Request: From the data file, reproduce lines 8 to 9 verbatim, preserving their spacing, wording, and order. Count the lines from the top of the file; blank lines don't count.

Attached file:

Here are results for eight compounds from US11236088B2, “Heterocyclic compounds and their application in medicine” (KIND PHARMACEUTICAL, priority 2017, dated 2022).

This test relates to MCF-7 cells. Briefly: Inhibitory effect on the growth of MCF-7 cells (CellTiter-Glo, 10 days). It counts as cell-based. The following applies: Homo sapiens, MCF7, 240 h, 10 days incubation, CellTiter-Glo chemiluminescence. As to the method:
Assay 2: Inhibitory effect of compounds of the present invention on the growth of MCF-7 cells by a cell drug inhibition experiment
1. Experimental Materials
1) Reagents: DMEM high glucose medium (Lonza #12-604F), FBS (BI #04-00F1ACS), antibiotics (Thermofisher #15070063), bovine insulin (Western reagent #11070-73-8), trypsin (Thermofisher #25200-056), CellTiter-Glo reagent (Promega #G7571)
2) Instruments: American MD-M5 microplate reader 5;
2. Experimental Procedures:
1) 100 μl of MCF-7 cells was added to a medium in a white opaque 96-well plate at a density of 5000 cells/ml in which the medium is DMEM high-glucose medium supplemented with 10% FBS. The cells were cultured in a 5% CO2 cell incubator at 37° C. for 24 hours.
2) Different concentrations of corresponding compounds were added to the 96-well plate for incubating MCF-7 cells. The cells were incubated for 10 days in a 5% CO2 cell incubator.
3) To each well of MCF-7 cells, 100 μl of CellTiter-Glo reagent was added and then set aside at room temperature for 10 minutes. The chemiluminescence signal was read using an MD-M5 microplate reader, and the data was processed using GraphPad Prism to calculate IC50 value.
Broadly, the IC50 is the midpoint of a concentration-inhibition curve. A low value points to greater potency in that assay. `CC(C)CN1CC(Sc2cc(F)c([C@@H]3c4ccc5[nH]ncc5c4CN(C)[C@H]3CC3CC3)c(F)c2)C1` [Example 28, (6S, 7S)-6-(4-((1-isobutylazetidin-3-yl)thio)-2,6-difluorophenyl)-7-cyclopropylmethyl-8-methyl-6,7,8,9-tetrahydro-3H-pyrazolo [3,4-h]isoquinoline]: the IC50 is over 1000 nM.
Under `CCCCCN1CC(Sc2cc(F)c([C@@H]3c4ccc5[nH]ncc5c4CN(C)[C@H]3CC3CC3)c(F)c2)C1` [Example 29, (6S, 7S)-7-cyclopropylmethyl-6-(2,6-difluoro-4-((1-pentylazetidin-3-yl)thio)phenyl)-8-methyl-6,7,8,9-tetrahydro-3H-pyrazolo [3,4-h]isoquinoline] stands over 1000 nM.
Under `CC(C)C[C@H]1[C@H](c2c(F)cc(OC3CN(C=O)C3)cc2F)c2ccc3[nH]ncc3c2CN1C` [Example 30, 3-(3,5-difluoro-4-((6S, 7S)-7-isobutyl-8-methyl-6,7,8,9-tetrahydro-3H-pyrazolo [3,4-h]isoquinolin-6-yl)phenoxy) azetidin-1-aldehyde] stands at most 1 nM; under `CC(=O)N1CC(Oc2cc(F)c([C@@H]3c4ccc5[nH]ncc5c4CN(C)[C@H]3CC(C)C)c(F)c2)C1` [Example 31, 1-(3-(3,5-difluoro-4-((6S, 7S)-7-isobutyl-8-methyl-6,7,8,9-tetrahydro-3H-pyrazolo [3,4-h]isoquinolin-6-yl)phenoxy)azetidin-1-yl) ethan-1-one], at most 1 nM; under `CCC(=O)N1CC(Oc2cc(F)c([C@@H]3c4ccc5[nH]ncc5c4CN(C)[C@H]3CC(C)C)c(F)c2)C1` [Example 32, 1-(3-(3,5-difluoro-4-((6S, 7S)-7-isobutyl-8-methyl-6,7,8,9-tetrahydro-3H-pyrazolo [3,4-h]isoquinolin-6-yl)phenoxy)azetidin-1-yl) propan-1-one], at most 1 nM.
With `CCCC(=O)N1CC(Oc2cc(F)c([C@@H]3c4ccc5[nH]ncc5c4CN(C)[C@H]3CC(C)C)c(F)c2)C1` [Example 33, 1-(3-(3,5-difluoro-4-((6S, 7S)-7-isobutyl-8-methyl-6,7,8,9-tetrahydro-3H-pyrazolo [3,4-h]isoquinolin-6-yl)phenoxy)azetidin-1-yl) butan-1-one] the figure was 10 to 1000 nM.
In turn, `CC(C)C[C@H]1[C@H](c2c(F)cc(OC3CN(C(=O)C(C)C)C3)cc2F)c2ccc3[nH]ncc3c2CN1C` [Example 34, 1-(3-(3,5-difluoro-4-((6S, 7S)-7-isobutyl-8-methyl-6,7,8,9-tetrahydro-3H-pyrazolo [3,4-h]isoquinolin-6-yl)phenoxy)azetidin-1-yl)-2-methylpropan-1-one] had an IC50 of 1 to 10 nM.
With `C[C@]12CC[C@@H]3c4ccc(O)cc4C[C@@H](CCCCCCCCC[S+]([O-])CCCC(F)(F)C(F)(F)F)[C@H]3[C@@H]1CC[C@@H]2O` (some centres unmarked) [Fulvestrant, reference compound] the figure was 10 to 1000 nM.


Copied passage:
1) 100 μl of MCF-7 cells was added to a medium in a white opaque 96-well plate at a density of 5000 cells/ml in which the medium is DMEM high-glucose medium supplemented with 10% FBS. The cells were cultured in a 5% CO2 cell incubator at 37° C. for 24 hours.
2) Different concentrations of corresponding compounds were added to the 96-well plate for incubating MCF-7 cells. The cells were incubated for 10 days in a 5% CO2 cell incubator.